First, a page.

Wen, who also is an emergency room physician, addressed the limitations of fighting health disparities, including violence, strictly from inside the hospital walls. It has been almost a year since national media attention focused on Baltimore after Freddie Gray, a 21-year-old African American man, died under mysterious circumstances after being taken into police custody. The city is still reeling from those and other events in the city.

“In Freddie Gray’s neighborhood, the life expectancy is 20 years shorter than it is in other neighborhoods,” Wen said. According to Wen, there is a deep misunderstanding about what is going on in communities. “It is not just about a lot of angry people out there.  It is about deep trauma and mental illness.”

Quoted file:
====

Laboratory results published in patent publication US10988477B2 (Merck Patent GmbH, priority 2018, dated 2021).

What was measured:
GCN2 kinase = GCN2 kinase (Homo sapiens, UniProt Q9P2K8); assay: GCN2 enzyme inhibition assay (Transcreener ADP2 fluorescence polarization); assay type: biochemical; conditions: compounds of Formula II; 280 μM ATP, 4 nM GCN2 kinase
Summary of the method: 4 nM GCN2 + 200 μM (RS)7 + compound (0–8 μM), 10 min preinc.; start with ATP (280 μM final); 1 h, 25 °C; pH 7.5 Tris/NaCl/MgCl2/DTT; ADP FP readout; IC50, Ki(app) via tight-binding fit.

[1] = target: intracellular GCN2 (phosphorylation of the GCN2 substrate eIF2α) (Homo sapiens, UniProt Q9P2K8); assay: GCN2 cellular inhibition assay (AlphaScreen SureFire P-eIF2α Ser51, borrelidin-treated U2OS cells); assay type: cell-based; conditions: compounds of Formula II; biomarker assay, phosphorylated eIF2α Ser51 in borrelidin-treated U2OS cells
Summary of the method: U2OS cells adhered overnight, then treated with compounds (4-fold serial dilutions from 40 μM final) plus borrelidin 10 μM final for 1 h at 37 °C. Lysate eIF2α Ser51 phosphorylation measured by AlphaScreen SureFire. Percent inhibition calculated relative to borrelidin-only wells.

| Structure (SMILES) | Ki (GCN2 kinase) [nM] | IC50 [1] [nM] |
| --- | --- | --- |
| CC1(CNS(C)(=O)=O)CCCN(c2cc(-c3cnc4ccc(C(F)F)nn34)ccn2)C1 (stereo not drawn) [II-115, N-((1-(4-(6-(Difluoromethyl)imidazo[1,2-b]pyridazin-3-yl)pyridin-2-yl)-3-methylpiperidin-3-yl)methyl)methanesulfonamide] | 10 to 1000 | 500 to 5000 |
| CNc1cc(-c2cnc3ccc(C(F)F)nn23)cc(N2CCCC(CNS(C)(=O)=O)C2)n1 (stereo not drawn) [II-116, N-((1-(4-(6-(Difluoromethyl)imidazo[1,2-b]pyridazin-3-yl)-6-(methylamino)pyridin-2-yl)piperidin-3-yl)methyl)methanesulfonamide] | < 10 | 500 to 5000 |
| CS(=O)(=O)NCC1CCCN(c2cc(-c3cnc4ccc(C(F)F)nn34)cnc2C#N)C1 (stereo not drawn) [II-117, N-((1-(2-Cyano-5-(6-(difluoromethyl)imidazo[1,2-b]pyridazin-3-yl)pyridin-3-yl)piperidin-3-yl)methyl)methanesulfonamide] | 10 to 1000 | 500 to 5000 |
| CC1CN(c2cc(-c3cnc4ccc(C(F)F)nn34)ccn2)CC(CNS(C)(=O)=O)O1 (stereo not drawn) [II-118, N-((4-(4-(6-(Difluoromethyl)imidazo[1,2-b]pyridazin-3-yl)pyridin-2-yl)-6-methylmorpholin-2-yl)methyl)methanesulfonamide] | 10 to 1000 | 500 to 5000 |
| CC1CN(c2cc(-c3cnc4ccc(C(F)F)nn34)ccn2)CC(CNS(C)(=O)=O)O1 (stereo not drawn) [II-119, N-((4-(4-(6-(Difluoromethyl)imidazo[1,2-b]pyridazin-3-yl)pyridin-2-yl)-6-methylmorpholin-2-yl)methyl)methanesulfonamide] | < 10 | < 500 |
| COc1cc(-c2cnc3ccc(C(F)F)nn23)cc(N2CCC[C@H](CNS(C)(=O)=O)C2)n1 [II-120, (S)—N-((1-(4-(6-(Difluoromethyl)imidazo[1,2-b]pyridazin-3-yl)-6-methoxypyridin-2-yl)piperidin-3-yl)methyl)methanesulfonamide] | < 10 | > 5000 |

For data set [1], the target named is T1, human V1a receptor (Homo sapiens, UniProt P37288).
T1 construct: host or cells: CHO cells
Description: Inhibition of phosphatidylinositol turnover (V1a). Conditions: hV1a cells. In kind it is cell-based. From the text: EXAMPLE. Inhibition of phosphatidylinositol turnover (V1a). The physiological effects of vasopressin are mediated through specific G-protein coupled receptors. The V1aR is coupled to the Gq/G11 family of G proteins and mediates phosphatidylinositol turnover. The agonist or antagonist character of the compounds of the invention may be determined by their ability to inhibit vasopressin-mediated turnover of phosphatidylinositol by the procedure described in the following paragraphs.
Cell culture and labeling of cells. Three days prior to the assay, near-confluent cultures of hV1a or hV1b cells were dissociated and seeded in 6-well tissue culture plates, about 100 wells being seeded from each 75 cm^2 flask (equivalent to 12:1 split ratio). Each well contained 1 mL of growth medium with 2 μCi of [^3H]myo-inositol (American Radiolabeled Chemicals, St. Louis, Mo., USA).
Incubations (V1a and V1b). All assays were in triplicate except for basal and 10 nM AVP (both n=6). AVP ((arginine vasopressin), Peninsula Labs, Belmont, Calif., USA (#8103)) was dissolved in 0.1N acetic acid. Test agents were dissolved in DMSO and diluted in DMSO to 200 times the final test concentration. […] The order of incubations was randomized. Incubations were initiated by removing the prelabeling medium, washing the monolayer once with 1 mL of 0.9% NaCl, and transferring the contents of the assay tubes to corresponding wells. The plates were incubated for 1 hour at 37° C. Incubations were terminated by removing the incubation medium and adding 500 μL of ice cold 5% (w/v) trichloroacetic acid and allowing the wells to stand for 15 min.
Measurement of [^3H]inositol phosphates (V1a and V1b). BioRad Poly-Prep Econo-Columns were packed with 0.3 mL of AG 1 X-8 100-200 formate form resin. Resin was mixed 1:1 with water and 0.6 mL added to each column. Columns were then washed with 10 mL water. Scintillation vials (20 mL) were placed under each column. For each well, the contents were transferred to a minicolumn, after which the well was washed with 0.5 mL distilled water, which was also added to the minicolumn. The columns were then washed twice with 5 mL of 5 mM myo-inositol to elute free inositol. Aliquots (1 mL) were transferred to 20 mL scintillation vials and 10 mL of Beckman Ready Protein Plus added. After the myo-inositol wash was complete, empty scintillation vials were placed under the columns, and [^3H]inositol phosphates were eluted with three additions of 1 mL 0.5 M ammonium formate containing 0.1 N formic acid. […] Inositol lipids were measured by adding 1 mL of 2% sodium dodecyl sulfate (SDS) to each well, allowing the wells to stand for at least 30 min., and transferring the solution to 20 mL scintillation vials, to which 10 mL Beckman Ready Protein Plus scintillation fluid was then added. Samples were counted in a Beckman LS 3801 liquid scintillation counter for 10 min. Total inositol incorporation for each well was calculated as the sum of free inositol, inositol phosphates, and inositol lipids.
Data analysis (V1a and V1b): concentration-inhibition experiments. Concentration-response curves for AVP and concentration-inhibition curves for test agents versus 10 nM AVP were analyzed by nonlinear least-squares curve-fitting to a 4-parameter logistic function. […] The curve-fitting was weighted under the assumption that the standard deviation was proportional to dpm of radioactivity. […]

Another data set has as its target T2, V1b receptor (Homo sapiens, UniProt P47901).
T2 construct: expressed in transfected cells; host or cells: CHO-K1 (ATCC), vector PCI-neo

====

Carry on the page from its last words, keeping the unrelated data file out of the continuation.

The next days were filled with panels and spotlight speakers, starting with an early news briefing on Friday with David J. Shulkin, M.D., undersecretary of health for the U.S. Department of Veterans Affairs.

Shulkin’s news briefing came the same day USA Today published a story about VA officials falsifying veterans’ wait times, an issue that has been in the news since 2014.

The claim that VA supervisors ordered employees to report shorter wait times than veterans actually experienced comes from data that’s nearly two years old, Shulkin said. “This has been our top priority since I became undersecretary,” he said. He credits 20 million additional “provider hours” of care, and the use of pharmacists to design prescription drug treatment plans.